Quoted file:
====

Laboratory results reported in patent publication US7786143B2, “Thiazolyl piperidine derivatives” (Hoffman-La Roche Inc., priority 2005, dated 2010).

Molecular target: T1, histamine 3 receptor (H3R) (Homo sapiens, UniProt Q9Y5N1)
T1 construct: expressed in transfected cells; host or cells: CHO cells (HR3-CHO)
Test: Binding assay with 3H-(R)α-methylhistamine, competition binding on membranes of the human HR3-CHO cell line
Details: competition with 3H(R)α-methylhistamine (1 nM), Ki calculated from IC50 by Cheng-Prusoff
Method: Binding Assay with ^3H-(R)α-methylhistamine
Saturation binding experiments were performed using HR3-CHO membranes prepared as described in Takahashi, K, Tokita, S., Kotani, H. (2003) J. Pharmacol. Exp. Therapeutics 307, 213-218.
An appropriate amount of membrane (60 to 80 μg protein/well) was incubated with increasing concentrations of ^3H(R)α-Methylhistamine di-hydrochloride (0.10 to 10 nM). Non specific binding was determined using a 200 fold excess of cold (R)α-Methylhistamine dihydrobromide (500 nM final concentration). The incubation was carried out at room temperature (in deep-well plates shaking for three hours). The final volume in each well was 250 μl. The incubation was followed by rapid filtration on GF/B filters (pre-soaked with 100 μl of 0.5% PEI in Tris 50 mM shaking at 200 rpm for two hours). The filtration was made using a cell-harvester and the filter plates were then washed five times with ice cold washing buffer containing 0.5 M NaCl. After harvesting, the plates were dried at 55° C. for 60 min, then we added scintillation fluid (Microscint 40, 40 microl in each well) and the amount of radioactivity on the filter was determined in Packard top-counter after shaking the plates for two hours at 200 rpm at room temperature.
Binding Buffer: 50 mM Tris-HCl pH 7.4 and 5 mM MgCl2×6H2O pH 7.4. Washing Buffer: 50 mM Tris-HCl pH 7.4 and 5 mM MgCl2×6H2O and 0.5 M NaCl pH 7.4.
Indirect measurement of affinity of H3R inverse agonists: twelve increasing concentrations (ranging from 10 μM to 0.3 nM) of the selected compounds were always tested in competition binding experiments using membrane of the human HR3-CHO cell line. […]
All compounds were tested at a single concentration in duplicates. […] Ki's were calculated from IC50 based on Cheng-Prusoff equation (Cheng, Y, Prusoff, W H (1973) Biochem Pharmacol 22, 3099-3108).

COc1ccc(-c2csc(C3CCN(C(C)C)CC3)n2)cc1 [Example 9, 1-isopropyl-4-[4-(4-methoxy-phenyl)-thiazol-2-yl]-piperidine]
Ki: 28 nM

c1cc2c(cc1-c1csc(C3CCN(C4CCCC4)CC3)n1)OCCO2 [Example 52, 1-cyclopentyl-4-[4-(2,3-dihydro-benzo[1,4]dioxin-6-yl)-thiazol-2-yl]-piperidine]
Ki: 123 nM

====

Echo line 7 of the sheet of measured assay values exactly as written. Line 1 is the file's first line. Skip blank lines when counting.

Saturation binding experiments were performed using HR3-CHO membranes prepared as described in Takahashi, K, Tokita, S., Kotani, H. (2003) J. Pharmacol. Exp. Therapeutics 307, 213-218.